Once her plane touched down in Houston, Texas, Geraldine Martinez, ‘22, quickly grabbed her belongings and rushed to meet her friend outside of the baggage claim on Oct. 23.
As she got inside the car awaiting her at the airport, the navigation was not set to her home, but rather to the nearest polling station so she could cast her vote in the 2020 presidential election.
Less than 48 hours later, she was on a flight back to Lehigh.
Though this might appear as an extreme measure, Martinez said she had no other choice, as her multiple requests for an absentee ballot had left her empty handed nearly a week before the election — and she’s not the only one.
Over the last two weeks, various Lehigh students have reported that they have not yet received their absentee or mail-in ballots for the upcoming election, and many noted that they are worried about not receiving them before it’s too late to vote.
Martinez said she had requested an absentee ballot in Texas toward the end of July in anticipation of her return to Lehigh, since she wanted to have it with her before she left for school. After weeks of waiting, she submitted another request at the end of August in hopes that it would be delivered to Lehigh’s Mail Center ahead of Election Day — and again, to no avail. As Nov. 3 grew nearer, Martinez said the safest option to ensure her vote was counted was to fly back home to vote in person.
“I know not everyone has the time or resources to get on a flight and go vote, but this election is really important, so I knew I had to vote,” Martinez said. “I just wouldn’t feel at peace with myself knowing that I didn’t vote. I was just like, ‘I have to do this.’”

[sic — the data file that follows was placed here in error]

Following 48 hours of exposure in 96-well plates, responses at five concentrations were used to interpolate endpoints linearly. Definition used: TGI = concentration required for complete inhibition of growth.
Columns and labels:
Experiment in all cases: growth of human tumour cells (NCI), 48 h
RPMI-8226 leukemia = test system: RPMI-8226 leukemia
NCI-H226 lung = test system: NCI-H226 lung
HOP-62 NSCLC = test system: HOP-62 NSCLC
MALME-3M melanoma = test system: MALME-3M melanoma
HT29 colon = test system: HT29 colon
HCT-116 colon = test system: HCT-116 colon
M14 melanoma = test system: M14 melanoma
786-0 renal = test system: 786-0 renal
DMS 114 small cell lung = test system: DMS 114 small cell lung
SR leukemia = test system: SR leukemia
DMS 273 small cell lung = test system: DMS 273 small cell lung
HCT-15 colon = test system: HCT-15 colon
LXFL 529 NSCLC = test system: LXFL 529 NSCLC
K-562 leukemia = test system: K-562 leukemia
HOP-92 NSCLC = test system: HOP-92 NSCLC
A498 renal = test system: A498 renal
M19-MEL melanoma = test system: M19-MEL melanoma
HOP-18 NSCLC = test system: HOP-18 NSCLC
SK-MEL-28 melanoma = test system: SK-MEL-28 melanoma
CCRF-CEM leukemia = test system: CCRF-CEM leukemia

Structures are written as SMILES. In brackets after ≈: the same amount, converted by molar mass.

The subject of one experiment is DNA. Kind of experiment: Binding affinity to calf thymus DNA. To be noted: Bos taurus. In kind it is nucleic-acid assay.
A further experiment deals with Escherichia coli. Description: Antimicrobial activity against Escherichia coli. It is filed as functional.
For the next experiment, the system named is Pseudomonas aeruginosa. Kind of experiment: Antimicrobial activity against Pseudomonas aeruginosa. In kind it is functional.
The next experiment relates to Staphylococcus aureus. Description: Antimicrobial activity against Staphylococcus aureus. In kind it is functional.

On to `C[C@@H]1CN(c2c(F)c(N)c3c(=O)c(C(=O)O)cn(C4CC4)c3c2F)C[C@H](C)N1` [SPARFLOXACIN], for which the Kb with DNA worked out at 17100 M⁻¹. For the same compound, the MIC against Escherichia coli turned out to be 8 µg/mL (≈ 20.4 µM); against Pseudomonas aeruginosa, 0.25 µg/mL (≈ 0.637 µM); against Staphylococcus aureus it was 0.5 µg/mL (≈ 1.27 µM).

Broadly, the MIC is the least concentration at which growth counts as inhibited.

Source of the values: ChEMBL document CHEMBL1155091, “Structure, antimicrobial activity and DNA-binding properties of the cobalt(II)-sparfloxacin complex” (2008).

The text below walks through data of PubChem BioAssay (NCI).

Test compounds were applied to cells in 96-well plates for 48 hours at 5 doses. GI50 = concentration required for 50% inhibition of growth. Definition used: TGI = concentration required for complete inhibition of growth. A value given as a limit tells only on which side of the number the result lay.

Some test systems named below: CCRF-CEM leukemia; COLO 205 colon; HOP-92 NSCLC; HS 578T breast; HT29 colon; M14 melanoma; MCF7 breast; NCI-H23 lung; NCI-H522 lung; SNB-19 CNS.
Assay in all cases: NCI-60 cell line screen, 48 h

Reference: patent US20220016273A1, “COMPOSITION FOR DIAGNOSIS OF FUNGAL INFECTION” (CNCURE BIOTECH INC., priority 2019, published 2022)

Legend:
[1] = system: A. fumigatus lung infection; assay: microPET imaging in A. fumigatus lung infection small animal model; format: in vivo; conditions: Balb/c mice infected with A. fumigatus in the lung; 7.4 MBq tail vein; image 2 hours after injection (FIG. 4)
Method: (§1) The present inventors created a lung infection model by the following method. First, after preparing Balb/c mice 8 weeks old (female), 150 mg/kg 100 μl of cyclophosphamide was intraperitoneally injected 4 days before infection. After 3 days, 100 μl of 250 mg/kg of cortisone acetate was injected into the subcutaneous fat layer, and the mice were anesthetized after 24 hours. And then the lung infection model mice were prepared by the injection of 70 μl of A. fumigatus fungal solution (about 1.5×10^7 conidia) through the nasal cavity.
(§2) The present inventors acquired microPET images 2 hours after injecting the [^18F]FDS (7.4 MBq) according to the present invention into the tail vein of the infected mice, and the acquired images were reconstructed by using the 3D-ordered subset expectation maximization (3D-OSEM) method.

Martinez is not the only Lehigh student who had trouble receiving a mail-in ballot with just days to spare before the election.
Ryan Bailey, ‘21, said he requested a mail-in ballot in early August and has been using the ballot tracker on the PA Voter Services website to track the status of his ballot. According to the tracker, Bailey’s ballot was mailed on Sept. 29, though he has yet to receive it.
With only about a week until Election Day, Bailey said he decided that this was a problem and proceeded to call the Northampton County Election Commission Board, who told him that this was an issue that they have been hearing about in multiple instances. Bailey said the agency told him his only options were to request for the cancellation of his ballot and to be mailed a new one or to go vote in-person at the Northampton County Courthouse in Easton.
“Basically, I would have been disinfranchised de facto if I didn’t have a car on campus to get me to the Easton courthouse,” Bailey said.
Besides Lehigh students, some residents of Northampton and Lehigh counties — two critical counties in determining which presidential candidate can lock up Pennsylvania’s 20 electoral votes — also have been experiencing delays in the deliverance of their mail-in ballots.
Brian Lucas, ‘21, president of Lehigh’s Student Political Action Coalition and a phone bank volunteer for Rep. Susan Wild (D-Pa.), said he has spoken to “an alarming number of people” who have requested mail-in ballots but have not yet received them.
As a phone bank volunteer, Lucas said he routinely calls potential voters to ask if they’ve requested mail-in ballots, make them aware of deadlines and see if they need any assistance in the process. Through this process, Lucas said he has noticed a substantial amount of people who claim they requested a ballot, some over a month ago, and that it has yet to arrive.